Chapter

Three Epistemic Principles: Discrimination, Evidential Transmission, and Favouring

Duncan Pritchard

in Epistemological Disjunctivism

Published in print September 2012 | ISBN: 9780199557912
Published online January 2013 | e-ISBN: 9780191743290 | DOI: http://dx.doi.org/10.1093/acprof:oso/9780199557912.003.0012
Three Epistemic Principles: Discrimination, Evidential Transmission, and Favouring

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This chapter suggests that if we wish to retain the closure principle, then there is a burden upon us to explain what this knowledge of the entailed proposition is in virtue of, and that means that we both need to account for the failure of the discrimination principle whilst also responding to this evidential challenge posed by the evidential transmission and favouring principles. The key to resolving both these problems is to recognize that Zula's evidential position is in fact much stronger than we ordinarily tend to think, and certainly strong enough to satisfy the requirements laid down by the evidential transmission and favouring principles.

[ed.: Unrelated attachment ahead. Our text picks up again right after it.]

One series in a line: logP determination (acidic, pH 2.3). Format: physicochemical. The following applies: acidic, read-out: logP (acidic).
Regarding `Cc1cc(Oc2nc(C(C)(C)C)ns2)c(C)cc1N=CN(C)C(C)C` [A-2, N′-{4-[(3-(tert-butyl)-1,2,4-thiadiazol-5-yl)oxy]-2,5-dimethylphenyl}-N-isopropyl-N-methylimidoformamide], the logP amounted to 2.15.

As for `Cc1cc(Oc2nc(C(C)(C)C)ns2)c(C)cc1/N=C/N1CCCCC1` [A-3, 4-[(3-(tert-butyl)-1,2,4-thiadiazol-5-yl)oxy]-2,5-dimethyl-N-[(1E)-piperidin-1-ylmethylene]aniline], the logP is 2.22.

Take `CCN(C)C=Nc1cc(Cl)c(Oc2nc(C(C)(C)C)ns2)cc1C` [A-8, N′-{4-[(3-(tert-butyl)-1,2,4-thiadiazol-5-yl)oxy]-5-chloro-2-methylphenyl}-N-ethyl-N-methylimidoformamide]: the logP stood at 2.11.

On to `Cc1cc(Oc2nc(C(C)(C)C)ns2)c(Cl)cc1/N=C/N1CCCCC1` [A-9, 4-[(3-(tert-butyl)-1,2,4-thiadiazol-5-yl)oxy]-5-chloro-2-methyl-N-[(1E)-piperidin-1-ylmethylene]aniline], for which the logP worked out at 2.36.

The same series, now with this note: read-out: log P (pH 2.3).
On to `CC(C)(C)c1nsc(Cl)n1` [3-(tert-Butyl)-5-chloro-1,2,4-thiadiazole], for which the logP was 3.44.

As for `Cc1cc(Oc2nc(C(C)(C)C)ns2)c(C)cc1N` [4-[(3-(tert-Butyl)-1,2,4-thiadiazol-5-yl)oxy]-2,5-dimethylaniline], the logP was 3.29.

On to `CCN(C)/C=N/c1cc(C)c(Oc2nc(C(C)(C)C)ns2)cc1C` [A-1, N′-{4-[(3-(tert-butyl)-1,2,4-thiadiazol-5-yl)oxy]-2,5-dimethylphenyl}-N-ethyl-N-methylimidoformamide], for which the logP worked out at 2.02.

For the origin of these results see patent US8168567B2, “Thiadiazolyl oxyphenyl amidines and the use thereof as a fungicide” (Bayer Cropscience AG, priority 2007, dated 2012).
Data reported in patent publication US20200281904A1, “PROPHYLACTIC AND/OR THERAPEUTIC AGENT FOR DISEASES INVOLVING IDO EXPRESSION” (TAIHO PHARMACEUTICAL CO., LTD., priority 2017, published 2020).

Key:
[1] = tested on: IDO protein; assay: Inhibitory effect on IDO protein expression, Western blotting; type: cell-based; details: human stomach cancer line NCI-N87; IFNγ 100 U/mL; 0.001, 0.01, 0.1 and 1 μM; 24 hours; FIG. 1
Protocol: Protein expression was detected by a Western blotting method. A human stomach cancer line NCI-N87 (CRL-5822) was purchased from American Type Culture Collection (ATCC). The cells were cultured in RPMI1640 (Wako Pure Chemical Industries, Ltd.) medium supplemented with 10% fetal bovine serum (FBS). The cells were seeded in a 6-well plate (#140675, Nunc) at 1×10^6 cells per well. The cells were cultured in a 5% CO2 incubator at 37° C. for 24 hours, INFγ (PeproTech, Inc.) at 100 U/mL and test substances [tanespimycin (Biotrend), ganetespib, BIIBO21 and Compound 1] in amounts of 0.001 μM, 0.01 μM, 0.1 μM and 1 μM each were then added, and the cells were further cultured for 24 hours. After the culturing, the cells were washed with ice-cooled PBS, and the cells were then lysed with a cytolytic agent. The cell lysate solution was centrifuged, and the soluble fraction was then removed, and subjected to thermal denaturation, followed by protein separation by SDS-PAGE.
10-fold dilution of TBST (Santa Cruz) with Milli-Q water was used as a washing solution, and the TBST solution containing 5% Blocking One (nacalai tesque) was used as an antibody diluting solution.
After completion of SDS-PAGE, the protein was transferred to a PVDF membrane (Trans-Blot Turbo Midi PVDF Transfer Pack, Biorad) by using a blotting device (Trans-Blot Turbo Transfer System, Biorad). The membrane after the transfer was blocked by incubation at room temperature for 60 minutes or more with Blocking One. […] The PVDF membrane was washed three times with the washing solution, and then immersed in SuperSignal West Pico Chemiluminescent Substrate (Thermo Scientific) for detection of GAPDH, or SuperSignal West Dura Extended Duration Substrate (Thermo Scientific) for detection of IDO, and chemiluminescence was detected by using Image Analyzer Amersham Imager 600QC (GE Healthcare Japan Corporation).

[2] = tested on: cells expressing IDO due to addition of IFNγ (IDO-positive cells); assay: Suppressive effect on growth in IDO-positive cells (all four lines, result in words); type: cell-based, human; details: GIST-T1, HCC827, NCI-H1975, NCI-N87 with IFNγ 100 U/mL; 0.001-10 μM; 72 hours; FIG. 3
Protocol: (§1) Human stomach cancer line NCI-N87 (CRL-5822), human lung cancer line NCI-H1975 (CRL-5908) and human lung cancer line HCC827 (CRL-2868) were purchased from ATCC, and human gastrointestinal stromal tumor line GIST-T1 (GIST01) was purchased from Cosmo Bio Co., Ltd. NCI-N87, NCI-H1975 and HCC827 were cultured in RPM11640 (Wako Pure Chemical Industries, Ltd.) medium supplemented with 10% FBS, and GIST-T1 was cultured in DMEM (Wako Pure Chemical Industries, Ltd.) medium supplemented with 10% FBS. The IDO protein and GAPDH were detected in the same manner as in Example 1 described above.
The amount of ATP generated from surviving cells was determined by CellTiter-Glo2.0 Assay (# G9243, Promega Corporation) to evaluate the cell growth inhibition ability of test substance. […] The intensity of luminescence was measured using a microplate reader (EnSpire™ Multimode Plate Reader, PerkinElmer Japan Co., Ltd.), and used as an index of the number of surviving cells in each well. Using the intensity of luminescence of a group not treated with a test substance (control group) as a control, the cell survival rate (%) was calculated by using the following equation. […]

Keywords: closure principle; discrimination principle; favouring principles; evidential transmission; Zula

Chapter.  1724 words. 

Subjects: Metaphysics

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